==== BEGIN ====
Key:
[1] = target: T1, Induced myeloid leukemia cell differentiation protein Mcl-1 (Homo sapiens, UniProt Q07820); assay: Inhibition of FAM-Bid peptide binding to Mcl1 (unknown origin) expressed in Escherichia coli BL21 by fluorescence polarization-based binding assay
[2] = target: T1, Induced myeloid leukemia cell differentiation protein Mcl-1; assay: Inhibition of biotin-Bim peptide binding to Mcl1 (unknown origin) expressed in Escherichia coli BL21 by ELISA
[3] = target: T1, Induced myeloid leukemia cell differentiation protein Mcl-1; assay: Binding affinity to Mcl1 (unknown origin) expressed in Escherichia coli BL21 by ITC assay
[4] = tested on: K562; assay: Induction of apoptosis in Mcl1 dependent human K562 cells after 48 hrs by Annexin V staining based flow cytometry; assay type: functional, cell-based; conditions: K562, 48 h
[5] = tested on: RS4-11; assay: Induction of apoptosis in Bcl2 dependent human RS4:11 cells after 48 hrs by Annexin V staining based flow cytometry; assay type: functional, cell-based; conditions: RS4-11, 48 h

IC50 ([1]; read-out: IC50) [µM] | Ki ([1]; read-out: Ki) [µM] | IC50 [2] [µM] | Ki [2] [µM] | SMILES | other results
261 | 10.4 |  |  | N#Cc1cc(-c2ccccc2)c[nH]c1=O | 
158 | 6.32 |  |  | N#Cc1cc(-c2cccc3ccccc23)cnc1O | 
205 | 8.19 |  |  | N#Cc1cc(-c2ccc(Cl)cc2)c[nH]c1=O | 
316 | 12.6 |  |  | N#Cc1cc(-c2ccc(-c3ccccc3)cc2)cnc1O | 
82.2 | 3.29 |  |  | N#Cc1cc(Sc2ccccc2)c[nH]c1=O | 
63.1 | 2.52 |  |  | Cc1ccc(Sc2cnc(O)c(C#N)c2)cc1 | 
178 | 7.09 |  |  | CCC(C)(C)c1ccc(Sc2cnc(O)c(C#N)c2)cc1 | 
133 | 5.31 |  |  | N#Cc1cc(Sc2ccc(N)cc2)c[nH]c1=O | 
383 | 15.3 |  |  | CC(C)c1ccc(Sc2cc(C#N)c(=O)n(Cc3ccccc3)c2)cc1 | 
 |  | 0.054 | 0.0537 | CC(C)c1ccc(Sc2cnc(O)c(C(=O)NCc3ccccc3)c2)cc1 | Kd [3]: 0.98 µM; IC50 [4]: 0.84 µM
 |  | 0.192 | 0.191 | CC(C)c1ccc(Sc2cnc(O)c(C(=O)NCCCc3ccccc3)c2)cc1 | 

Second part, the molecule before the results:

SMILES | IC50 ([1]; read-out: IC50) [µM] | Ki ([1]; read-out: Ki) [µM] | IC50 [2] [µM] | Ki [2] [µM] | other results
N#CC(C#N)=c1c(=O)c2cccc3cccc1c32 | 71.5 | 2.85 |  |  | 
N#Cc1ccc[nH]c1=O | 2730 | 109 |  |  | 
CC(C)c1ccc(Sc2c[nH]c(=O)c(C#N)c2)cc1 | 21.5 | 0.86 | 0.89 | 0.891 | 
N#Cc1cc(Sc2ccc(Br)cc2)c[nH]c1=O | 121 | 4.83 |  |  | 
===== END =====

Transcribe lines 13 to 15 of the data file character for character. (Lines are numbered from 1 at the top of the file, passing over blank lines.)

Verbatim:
63.1 | 2.52 |  |  | Cc1ccc(Sc2cnc(O)c(C#N)c2)cc1 | 
178 | 7.09 |  |  | CCC(C)(C)c1ccc(Sc2cnc(O)c(C#N)c2)cc1 | 
133 | 5.31 |  |  | N#Cc1cc(Sc2ccc(N)cc2)c[nH]c1=O | 